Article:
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Following scant debate, the Senate last week approved an amendment to an Indian health care bill that would permanently prohibit the use of federal dollars to fund abortions for Native Americans except in rare cases. The move has prompted an outcry from women's health advocates — who point out that a similar ban has existed on a temporary basis for years — and from tribal groups, who are asking why Native American women should be subject to restrictions not applicable to other ethnic groups. Some charge that the Senate proposal is overtly racist.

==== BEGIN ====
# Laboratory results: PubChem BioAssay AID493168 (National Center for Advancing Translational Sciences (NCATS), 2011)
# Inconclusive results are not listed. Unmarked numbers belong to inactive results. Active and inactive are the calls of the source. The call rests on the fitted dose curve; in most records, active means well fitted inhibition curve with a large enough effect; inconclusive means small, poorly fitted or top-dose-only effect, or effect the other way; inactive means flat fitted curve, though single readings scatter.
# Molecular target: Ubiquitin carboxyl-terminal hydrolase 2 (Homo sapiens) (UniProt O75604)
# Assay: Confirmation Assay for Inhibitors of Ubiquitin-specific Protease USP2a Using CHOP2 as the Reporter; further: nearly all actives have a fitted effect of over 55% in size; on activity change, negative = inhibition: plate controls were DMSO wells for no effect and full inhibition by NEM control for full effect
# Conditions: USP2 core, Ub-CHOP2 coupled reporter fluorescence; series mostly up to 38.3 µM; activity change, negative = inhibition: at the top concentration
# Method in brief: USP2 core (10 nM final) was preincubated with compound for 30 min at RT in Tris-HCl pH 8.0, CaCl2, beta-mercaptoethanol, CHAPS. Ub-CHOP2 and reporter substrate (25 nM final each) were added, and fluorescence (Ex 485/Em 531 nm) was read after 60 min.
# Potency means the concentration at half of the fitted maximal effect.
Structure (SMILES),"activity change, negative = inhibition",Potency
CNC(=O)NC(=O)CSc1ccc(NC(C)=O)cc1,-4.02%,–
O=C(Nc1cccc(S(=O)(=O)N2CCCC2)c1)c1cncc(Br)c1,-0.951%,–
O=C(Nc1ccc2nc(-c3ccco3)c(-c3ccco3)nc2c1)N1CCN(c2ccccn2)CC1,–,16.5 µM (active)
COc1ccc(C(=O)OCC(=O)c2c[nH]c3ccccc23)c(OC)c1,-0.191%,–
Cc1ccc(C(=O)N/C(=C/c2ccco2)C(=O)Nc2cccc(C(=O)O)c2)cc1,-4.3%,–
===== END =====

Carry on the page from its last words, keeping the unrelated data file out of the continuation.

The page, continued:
The issue is a sensitive one in American Indian communities, where women are statistically more likely to be victims of rape or sexual assault than other American women — but also where victims very rarely use the exceptions to the current federally funded abortion ban in the wake of those crimes. In the face of that discrepancy, advocates say, Congress should encourage victims to take advantage of the available services, not impose tighter restrictions.